Mother Refuses to Accept Autism Diagnosis

Roman says, “And after I practice the song a couple times, I’m able to play it.”

At just 11 years old Roman Scott is a gifted pianist. Ricardo Matthew his piano teacher agrees.

Ricardo Matthew says, “The talent that Roman has is a God given talent.”

Perhaps what’s even more amazing is that for three years of his life Roman struggled with PPD - pervasive developmental delay - a form of autism.  His parents, Tom and Elizabeth realized something wasn’t right when Roman was 14 months old. Besides his inability to talk they had other concerns. 

Elizabeth recalls, “He constantly choked on food. He rolled his hands around in circles and he fixated on ceiling fans, flags, and lights. And he started running laps around our family room, a lot of laps.”

Elizabeth took roman to Dr. Jacqueline Longshaw, a pediatrician at the pediatric southwest clinic in Desoto Texas. Roman was now 18 months old.

Dr. Longshaw remembers, “Roman was not really talking and he was very defensive about being touched. And so initially I had a lot of concerns about Roman’s ability to get better.”

Elizabeth shares, “When they said the word ‘autism’, I was terrified. And I was devastated. That is a cup that I just did not want to bear. Because I knew how difficult that could be.”

Tom recalls, “My first reaction was of concern. But at the same time, at the back of my mind there was a calming feeling that somehow, after time, that Roman would outgrow it.”

Elizabeth and Tom began praying daily for God to heal their son.

Elizabeth says, “I was praying to God and asking Him, please, please help me with this. And please help my son to get better.”

Tom says, “It was something that was bigger than me and bigger than my family could solve. And I was just prayerful that God would handle it.”


Meanwhile, Roman needed full time speech and occupational therapy. The insurance didn’t cover the 80 - 100 thousand dollars a year it would cost. So Elizabeth quit her job and with the guidance from a therapist she began working with her son 10 hours a day. She developed 90 different activities to help Roman with his motor and sensory skills. It was a daunting task.

Elizabeth recalls, “I would tell him, you have to do this, and he would tantrum and I would stand over him in time out. And there were days I just have had it. I just did feel I was going to give up.”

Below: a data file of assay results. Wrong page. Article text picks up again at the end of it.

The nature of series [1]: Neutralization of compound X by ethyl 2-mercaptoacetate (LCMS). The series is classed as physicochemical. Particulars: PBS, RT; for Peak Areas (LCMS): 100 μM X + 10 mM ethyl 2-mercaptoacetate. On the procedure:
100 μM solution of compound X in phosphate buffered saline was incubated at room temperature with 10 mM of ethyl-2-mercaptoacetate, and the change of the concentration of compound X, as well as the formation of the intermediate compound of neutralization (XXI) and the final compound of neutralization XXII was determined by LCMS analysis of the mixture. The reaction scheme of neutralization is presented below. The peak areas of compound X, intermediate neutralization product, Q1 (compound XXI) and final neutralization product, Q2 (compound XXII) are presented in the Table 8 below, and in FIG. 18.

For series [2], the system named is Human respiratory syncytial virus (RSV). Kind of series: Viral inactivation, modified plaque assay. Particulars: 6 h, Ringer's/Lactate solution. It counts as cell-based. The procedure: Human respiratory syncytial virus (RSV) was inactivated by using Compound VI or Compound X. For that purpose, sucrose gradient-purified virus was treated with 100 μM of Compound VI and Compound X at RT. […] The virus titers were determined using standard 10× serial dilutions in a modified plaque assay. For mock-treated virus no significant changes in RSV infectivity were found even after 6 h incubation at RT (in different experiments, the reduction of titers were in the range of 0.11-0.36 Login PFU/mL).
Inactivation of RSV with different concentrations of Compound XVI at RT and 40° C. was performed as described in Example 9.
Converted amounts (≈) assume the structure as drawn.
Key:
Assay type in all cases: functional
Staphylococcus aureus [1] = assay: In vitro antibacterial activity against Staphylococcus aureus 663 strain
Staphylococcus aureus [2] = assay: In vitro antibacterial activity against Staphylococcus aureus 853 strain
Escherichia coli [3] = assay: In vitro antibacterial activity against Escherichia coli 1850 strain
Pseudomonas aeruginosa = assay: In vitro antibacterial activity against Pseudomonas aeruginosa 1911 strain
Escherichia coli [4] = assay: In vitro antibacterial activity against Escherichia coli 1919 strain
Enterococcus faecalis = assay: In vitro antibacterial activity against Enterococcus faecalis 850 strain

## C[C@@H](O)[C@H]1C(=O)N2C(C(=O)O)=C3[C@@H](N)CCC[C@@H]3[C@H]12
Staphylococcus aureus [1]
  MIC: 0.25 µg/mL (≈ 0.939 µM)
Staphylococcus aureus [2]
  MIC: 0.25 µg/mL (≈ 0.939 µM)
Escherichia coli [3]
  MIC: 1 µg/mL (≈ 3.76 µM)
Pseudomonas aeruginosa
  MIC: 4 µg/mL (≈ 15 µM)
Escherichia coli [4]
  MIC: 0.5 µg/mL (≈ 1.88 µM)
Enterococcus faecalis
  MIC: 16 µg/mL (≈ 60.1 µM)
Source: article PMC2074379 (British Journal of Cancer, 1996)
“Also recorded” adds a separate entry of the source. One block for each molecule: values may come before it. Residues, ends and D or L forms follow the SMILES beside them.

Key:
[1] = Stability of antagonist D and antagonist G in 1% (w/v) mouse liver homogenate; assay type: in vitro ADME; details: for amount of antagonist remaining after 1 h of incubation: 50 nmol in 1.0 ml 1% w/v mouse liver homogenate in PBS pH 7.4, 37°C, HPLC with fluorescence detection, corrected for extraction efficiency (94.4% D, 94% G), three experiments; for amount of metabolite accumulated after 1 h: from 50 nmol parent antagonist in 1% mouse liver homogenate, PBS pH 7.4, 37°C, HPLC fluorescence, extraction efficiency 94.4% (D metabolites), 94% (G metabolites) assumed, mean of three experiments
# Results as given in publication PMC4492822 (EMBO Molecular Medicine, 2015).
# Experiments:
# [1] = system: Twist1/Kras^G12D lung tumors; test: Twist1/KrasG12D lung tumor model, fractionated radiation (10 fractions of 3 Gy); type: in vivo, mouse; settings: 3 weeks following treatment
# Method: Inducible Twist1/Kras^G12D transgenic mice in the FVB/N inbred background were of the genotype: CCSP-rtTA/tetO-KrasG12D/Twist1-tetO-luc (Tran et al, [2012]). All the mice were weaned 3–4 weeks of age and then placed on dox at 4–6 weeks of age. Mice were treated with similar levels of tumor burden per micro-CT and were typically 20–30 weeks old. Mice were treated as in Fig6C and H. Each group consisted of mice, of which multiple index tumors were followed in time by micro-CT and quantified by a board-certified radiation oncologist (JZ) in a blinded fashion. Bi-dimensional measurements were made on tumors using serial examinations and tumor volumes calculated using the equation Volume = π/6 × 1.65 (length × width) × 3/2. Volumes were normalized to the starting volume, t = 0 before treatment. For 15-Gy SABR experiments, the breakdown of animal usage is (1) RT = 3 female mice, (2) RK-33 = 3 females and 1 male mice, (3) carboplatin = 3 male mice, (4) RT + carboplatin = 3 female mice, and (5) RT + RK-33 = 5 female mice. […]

With each passing day, Roman started to overcome his challenges. Elizabeth continued to pray everyday. After two ½ years, almost all of his symptoms were gone and it seemed that Roman would be symptom free. Then, without warning, he had the worst tantrum he had ever had. Over the next four days he couldn’t be consoled.

Elizabeth remembers, “And he was like, don’t touch me, don’t touch me, I can’t –I can’t—don’t you, you know. And he was just crying and screaming. I just thought that was the end. I thought we had lost him for good. And I said, why now? He’s almost there. He was almost healed. And that really brought me to my knees and I was terrified.”

She totally surrendered everything to God including the possibility of her son never getting healed.

Elizabeth recalls, “And I said, Lord, whatever be Your will. Help me to learn to live a new life if this is the life that You have for him. And I will love him, but help me to accept it.”

Roman eventually calmed down and Elizabeth resumed working with him. Then on his fourth birthday she and her husband took him to the doctor where they heard the news they had been waiting for, Roman had no more signs of autism.

Elizabeth says, “I remember just crying in the car. I said, so this is it, he’s finished, you know, you need no more therapies. That’s something only God can do. Only God can heal like that.”

It’s been 8 years since Roman was first diagnosed. Today, he’s still symptom free.

Dr. Longshaw says, “He had 45 different symptoms and after 3 years of intensive therapy, with no medication, Roman was symptom free. Looking at Roman today, no one would diagnosis him with autism.”


Roman has excelled in every area doctors thought he would never excel in. In fact, he’s in the talented and gifted program in public school and is at the top 5% of his class. His favorite subject is technology.

Romans says, “In our technology club, we take apart computers, reconfigure it and refurbish them.”

Dean Alan Anderson of Summit International Prepatory school had this to say, “Immediately, upon meeting him, I knew that he was something special. So Roman is a straight A student. He is very cordial, very friendly with me, with his classmates.”

Elizabeth and Tom believe their son’s healing is a medical miracle. They know the things that played the most important part in Roman’s recovery was prayer and trusting God to do the impossible. Elizabeth has written a book and a companion guide of activities she taught her son during his journey of healing.

Tom says, “Today when I look at Roman, he’s everything that I could ever imagine, and more, you know. He has surpassed all of my hopes and dreams.”

Roman says, “It’s really rare having a child recover from autism. Especially autism that was as severe as mine. Only God could do such an awesome thing.”

Elizabeth says, “Even though people don’t think it’s possible. With Christ all things are possible. And I am eternally grateful and so thankful for what he’s done.”

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